New York based art start up company LOFTY has been around for less than a year and it’s already making waves in the community both locally and nationally. An online marketplace for art and antiques, LOFTY.com is the newest art tech company to join the growing list of influential sites, which includes iGavel, Paddle8, and Artsy.
In an art world where most auctions boast about sales in the millions of dollars and beyond, LOFTY is reaching out to those whose love for art doesn’t extend into such deep pockets. In fact, all of their art sells within the $500-$50,000 range.
If you peruse the site, you’ll find a wealth of art and antiques for sale, from pearl earrings to Persian rugs, limited edition art prints, designer handbags, mahogany furniture, painted Indian manuscript pages, and so much more. You’ll get an education just from visiting the site, even if you end up not purchasing anything – each image is accompanied by a description of the piece, including the time period, condition of the art, provenance, and artist information. This is exactly one of the hopes for the site, according to creator Mark Lurie, a 28-year-old Harvard Business School graduate: “I've always loved learning about the history of art and antiques at museums. I thought, 'Why can't items for sale online have similar trustworthy, curatorial descriptions?'"
LOFTY is accessible, easy to navigate, organized, and exciting to peruse. Each work comes with an authenticity guarantee and a money back guarantee should a purchaser be unhappy with the work in any way. LOFTY is built on a network of reliable art experts and backed by wealthy investors. Helping to review incoming works and vouching for their authenticity are the company’s director Sarah Shinn Pratt, a former Sotheby’s vice president and auctioneer, and an enterprising business woman with antiques trading and other experiences; Clinton Howell, of New York’s Clinton Howell Antiques, and president of the widely recognized Art and Antique Dealers League of America (AADLA); as well as Gary Sohmers, operator of Wex Rex Collectibles and Saxonville Auction Services, and a contributor to PBS’s Antiques Roadshow. Financial backers include Brook Haxelton, of St. James Partners, and a former CEO of Phillips Auction House; the Founders Find Angel, a venture capital founded in part by Paypal ‘s Peter Thiel, and internet entrepreneur Fabrice Grinda, both of which recently committed a total $3 million to the budding company. Grinda fully believes in the future of LOFTY, commenting, "LOFTY'S innovative and unique approach has the potential to transform the art, antiques, and collectibles market. In the future there will be four major players: eBay at the low end, Sotheby's and Christie's at the highest end of the market, and LOFTY for items between $500 and $50,000 in value."
The success that LOFTY has had so far is evidence of Lurie’s and his coordinators’ confidence in the company, and of the obvious need in the art world for an online outlet benefiting the middle market. LOFTY is unique in that it’s not a major seller like Sotheby’s catering to major dealers and sellers, and it’s not a sell-by-yourself auction site like ebay where anyone can post items for auction without any guarantee of authenticity. Lurie believes in delivering a quality product, and he is certainly succeeding. Some of the most recent sales were for a platinum diamond and sapphire Omega watch ($6000); a 20th century Royal Copenhagen porcelain figural group from Sønderjylland, Denmark and made by Carl Martin-Hansen ($3450); and a pink blown glass sculpture signed and donated by Dale Chihuly ($10000).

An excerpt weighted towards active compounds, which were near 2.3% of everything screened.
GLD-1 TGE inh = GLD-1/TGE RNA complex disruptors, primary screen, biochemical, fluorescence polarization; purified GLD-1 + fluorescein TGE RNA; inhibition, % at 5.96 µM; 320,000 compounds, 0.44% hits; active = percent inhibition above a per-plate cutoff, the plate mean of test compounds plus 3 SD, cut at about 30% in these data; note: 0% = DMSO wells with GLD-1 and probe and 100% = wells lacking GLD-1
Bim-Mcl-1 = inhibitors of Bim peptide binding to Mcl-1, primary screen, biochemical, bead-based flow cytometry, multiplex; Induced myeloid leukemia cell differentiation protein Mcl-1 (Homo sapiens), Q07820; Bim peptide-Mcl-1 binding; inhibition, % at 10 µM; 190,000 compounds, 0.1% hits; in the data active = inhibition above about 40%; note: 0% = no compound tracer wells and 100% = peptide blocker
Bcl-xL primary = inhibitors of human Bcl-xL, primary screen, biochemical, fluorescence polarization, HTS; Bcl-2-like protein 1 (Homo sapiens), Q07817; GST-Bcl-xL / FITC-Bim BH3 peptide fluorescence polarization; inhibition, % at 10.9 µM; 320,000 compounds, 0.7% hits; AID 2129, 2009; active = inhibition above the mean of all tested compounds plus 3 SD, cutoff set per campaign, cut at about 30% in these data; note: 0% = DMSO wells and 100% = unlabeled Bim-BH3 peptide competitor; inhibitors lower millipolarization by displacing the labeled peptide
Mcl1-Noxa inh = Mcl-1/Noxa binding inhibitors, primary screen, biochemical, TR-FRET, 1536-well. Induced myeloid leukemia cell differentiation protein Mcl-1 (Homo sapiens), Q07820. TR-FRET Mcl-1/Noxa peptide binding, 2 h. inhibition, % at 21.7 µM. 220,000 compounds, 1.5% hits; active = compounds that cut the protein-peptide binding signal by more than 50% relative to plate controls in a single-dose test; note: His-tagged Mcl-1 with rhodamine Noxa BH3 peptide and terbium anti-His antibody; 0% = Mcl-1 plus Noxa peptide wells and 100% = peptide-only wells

Check out the site for some truly exciting and rare finds – Sandow Birk’s new three-volume interpretation of Dante’s Divine Comedy, complete with illustrated black and white lithographs and morocco gilt, available for $9600; an American hobnail safe from the 19th century with a brass key and brass handle, on sale for $7200; and a Chanel Mongolian lamb fur sweater coat from the 2009 Russian runway collection, for purchase at $1200. If you really want to purchase these or any of the hundreds of offerings on the site, the process is so easy – simply click the nice orange “Buy” button to add products to your cart (just like in Amazon), then create an account and sign in to proceed to the checkout. No additional fees except for insured shipping – simple!
And if you want to get rid of those rare books that have been hiding in your basement for a hundred years, selling on LOFTY is also simple. After creating an account, upload photos and description and receive a free evaluation from LOFTY’s experts – if you want to sell, one click will offer your work for sale on the site. LOFTY coordinates packing, shipping and insurance, and takes a 25% commission from items in their fixed-price marketplace or 10% from items consigned to auction.
Says Lurie, "My goal with LOFTY was to create a useful and reliable place where collectors can go to find and fulfill their collecting aspirations. I also wanted to help people around the country discover the history and value of the items in their lofts, attics and basements. Finally, I had the lofty goal of bringing meaningful transparency to the fine art, antiques and collectibles market. From the success of LOFTY so far, I can already tell it's just what the online market has been waiting for." It seems Lurie’s lofty goal is, in less than a year, already accomplished.
Do you have experience with LOFTY or other online art sites? Let us know your experience by commenting in the space below. To learn more about art auctions, exhibits and fairs, subscribe to Jennifer’s page or follow her on social media by the links at the top of the page.